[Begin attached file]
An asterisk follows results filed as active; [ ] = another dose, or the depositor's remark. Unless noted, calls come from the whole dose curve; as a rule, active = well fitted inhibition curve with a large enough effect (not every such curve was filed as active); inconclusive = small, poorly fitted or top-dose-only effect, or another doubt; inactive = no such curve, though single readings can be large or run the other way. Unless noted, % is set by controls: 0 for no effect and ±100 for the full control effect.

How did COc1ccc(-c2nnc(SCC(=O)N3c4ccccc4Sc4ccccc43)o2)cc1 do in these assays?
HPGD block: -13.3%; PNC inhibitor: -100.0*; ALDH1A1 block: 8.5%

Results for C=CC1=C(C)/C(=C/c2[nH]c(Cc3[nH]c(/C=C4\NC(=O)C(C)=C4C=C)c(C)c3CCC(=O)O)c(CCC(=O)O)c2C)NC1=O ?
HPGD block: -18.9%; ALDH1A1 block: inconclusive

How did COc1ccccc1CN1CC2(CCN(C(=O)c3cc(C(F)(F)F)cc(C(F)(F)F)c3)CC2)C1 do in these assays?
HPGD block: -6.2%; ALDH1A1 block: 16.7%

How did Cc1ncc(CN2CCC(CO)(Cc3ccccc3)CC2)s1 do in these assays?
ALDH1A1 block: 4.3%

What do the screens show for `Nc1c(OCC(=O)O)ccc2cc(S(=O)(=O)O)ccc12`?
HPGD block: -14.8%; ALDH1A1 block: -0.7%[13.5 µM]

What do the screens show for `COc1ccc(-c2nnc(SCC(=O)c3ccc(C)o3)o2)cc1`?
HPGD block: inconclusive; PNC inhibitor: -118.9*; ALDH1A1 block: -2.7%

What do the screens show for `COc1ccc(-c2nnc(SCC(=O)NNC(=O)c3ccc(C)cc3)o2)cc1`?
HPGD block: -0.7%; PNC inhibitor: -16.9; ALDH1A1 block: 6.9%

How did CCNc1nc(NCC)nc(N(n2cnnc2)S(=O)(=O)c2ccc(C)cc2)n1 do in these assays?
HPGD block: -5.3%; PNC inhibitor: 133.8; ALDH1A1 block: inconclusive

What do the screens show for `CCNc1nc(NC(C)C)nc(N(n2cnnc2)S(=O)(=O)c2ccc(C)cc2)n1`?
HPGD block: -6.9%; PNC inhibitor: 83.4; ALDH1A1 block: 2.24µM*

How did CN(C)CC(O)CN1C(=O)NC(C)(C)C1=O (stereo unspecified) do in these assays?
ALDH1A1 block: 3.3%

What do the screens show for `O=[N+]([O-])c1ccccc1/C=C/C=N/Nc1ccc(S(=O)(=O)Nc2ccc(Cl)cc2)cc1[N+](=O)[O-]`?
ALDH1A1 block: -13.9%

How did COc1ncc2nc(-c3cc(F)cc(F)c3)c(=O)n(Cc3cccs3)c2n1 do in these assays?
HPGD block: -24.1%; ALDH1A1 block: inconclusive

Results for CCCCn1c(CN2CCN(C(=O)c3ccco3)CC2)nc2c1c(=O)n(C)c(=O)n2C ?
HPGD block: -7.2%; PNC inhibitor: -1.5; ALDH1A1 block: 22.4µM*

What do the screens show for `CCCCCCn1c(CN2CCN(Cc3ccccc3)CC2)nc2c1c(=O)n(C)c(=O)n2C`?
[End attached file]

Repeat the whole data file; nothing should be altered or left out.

An asterisk follows results filed as active; [ ] = another dose, or the depositor's remark. Unless noted, calls come from the whole dose curve; as a rule, active = well fitted inhibition curve with a large enough effect (not every such curve was filed as active); inconclusive = small, poorly fitted or top-dose-only effect, or another doubt; inactive = no such curve, though single readings can be large or run the other way. Unless noted, % is set by controls: 0 for no effect and ±100 for the full control effect.

How did COc1ccc(-c2nnc(SCC(=O)N3c4ccccc4Sc4ccccc43)o2)cc1 do in these assays?
HPGD block: -13.3%; PNC inhibitor: -100.0*; ALDH1A1 block: 8.5%

Results for C=CC1=C(C)/C(=C/c2[nH]c(Cc3[nH]c(/C=C4\NC(=O)C(C)=C4C=C)c(C)c3CCC(=O)O)c(CCC(=O)O)c2C)NC1=O ?
HPGD block: -18.9%; ALDH1A1 block: inconclusive

How did COc1ccccc1CN1CC2(CCN(C(=O)c3cc(C(F)(F)F)cc(C(F)(F)F)c3)CC2)C1 do in these assays?
HPGD block: -6.2%; ALDH1A1 block: 16.7%

How did Cc1ncc(CN2CCC(CO)(Cc3ccccc3)CC2)s1 do in these assays?
ALDH1A1 block: 4.3%

What do the screens show for `Nc1c(OCC(=O)O)ccc2cc(S(=O)(=O)O)ccc12`?
HPGD block: -14.8%; ALDH1A1 block: -0.7%[13.5 µM]

What do the screens show for `COc1ccc(-c2nnc(SCC(=O)c3ccc(C)o3)o2)cc1`?
HPGD block: inconclusive; PNC inhibitor: -118.9*; ALDH1A1 block: -2.7%

What do the screens show for `COc1ccc(-c2nnc(SCC(=O)NNC(=O)c3ccc(C)cc3)o2)cc1`?
HPGD block: -0.7%; PNC inhibitor: -16.9; ALDH1A1 block: 6.9%

How did CCNc1nc(NCC)nc(N(n2cnnc2)S(=O)(=O)c2ccc(C)cc2)n1 do in these assays?
HPGD block: -5.3%; PNC inhibitor: 133.8; ALDH1A1 block: inconclusive

What do the screens show for `CCNc1nc(NC(C)C)nc(N(n2cnnc2)S(=O)(=O)c2ccc(C)cc2)n1`?
HPGD block: -6.9%; PNC inhibitor: 83.4; ALDH1A1 block: 2.24µM*

How did CN(C)CC(O)CN1C(=O)NC(C)(C)C1=O (stereo unspecified) do in these assays?
ALDH1A1 block: 3.3%

What do the screens show for `O=[N+]([O-])c1ccccc1/C=C/C=N/Nc1ccc(S(=O)(=O)Nc2ccc(Cl)cc2)cc1[N+](=O)[O-]`?
ALDH1A1 block: -13.9%

How did COc1ncc2nc(-c3cc(F)cc(F)c3)c(=O)n(Cc3cccs3)c2n1 do in these assays?
HPGD block: -24.1%; ALDH1A1 block: inconclusive

Results for CCCCn1c(CN2CCN(C(=O)c3ccco3)CC2)nc2c1c(=O)n(C)c(=O)n2C ?
HPGD block: -7.2%; PNC inhibitor: -1.5; ALDH1A1 block: 22.4µM*

What do the screens show for `CCCCCCn1c(CN2CCN(Cc3ccccc3)CC2)nc2c1c(=O)n(C)c(=O)n2C`?